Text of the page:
The point to make at present is that while penal substitution is a vital part of the Bible’s explanation of the atonement, it is not the center, core or heart of the doctrine. First, the Bible can and does speak of the work of Christ without reference to substitutional/judicial/penal categories in many passages. Second, for this reason the history of theology can and does speak of the work of Christ without employing substitutional/judicial/penal categories in many works. Third, while God is just, justice is no more the “key” attribute of God than is mercy, patience, or omnipotence. Penal substitution is without question an integral part of the biblical witness to the meaning and efficiency of the death and resurrection of Jesus. But that does not mean that it is “the burning core of the Gospel message and the only hope of a fallen race.” It is, rather, a valid and significant aspect of the work of Jesus, alongside other equally significant aspects.

Take, for instance, the point that “God is perfect in His holiness (Isaiah 6:3).” What does it mean that this holy one became one of us, came among us in our uncleanness? He is the one who fulfills the sacrificial system in order to cleanse us. He is the priest. He is the sacrifice. His is the blood. He is the one who enters a more perfect temple, to accomplish a more perfect cleansing, that we might be clean—that we might be holy as he is holy (1 Pet. 1:16). Indeed and amen! But is this penal? Not in the least. The sacrificial system is not about punishing an animal—it is about properly using it and manipulating its blood, in order to both please God, and cleanse his people, his temple, his altar, etc. This account is not against an account of penal substitution, but it isn’t the same thing either—it is an equally valid and significant aspect of the work of Christ to come among us, take upon himself the consequences of our sin, that he might share with us the character of God—that we might be remade in his image.

Or take the claim, rooted in Isaiah 53:5, that “by his wounds we are healed.” Of course this can be understood as a metaphor for penal substitution (wherein physical ailments are part of our punishment). But notice how Augustine explains this concept:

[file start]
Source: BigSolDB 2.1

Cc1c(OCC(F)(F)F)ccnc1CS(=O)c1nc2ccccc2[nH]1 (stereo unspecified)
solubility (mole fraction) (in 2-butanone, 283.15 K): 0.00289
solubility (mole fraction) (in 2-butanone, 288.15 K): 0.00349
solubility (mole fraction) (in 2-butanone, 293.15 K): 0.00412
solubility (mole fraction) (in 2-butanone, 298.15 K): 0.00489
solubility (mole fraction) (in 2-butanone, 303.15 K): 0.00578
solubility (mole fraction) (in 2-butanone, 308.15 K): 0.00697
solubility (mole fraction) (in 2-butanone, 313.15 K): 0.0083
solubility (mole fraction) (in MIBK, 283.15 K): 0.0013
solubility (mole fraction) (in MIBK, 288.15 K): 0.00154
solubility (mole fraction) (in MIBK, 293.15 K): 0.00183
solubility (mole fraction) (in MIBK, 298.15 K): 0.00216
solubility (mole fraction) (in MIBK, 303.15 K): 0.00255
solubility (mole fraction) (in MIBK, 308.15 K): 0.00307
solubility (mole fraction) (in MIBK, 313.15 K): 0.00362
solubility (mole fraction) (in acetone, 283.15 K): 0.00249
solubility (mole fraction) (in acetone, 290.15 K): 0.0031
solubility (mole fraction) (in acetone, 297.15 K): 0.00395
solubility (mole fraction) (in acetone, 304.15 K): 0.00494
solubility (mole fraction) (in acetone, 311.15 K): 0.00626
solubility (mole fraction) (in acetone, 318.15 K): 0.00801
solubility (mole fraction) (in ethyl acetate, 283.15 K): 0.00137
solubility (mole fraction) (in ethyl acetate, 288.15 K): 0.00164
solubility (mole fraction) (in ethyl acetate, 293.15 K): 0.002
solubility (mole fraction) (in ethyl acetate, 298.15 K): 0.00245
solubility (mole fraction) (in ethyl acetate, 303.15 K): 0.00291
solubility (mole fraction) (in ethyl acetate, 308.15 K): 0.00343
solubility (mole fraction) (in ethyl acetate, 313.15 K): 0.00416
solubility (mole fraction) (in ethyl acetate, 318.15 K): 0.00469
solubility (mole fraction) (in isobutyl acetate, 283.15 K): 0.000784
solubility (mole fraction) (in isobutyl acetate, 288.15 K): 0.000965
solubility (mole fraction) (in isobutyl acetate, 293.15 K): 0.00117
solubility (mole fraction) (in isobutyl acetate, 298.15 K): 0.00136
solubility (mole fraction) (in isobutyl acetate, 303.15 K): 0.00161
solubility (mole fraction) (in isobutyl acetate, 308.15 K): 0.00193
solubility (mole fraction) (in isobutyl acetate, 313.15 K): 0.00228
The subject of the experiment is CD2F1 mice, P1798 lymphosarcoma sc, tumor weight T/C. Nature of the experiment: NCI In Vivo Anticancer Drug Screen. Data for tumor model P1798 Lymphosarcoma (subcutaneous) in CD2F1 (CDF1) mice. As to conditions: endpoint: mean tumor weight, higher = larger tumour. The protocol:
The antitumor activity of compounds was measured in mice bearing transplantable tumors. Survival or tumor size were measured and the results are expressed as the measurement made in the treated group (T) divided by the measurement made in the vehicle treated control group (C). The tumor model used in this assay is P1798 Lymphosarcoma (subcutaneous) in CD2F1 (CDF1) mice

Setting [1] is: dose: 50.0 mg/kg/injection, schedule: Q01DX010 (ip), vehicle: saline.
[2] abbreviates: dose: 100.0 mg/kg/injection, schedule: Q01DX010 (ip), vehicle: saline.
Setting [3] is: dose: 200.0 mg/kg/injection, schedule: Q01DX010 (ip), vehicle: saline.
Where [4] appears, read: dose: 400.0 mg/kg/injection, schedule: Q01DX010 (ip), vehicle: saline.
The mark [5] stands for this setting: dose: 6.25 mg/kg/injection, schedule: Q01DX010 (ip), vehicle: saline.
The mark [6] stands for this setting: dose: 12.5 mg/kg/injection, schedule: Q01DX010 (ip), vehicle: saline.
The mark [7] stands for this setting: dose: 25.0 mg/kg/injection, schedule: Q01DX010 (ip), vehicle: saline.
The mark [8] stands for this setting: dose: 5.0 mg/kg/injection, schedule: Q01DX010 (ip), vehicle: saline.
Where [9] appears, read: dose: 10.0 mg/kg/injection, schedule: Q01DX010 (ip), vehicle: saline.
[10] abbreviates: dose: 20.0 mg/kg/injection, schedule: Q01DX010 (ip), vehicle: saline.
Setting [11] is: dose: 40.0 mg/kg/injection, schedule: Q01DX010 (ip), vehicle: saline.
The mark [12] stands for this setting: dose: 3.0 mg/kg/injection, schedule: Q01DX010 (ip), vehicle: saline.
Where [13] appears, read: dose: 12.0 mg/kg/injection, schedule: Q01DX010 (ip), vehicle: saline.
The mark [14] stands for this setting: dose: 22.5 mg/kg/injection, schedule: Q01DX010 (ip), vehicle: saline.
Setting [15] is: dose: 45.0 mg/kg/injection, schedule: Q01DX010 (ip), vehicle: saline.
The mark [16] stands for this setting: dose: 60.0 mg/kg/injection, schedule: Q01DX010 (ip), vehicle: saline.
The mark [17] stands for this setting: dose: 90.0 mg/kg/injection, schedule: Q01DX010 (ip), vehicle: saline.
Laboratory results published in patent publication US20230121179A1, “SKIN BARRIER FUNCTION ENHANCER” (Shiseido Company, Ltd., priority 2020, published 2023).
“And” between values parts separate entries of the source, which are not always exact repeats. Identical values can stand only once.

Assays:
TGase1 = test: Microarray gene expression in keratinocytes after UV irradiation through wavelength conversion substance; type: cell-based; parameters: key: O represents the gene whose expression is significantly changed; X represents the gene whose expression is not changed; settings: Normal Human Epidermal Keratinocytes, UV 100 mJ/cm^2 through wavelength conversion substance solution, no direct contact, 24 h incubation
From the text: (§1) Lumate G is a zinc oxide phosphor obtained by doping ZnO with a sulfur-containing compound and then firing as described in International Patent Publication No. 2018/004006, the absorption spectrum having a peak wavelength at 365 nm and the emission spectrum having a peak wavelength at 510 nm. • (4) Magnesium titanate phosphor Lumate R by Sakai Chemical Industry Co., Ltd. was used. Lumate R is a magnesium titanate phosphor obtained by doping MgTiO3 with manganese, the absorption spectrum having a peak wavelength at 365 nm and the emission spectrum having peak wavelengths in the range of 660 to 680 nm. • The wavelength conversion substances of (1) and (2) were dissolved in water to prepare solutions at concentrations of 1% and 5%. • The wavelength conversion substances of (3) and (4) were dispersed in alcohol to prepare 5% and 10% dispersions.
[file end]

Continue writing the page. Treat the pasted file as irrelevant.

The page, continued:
And indeed that humble doctor came, he found the patient lying sick, he shared his infirmity with him, summoning him to share his own divinity; he became in his passion the slayer of passions, and dying he was hung on the tree in order to put death to death. He made a food for us, which we were to take, and be cured. Where does this food come from? Having died, he rose again. And whom does it nourish? Those who have imitated the Lord’s humility. (Sermon 341A, pp. 30-31)

The argument is one in which sharing is the fundamental logic (rather than substitution), and the dominant category is rooted more in divine impassibility and human passibility, rather than judicial categories of justice and guilt. The impassible God took up human passible flesh, that he might take our sickness unto death, and we in turn might share in the divine impassibility through partaking of his resurrection.

Everywhere in the history of doctrine one finds affirmations of something akin to penal substitution, alongside other explanations of the work of Christ which are equally valid, equally biblical, sometimes far more developed, but that are not rooted in God’s justice, his punishment of sin, and Christ’s vicarious taking upon himself of that punishment. Both Scripture and the history of theological reflection upon it affirm penal substitution and refuse to make it central at the expense of other aspects of Jesus’ saving work.

But what does it mean to reject penal substitution? It is one thing not to mention or develop it either explicitly or at length (as was true of much the history of the church prior to the Reformation and Socinus’ critique).

To explicitly reject penal substitution is quite a different matter from simply speaking of the cross in terms of other legitimate aspects of the saving work of Christ. Most charitably put, a rejection of penal substitution entails a responsibility to the following: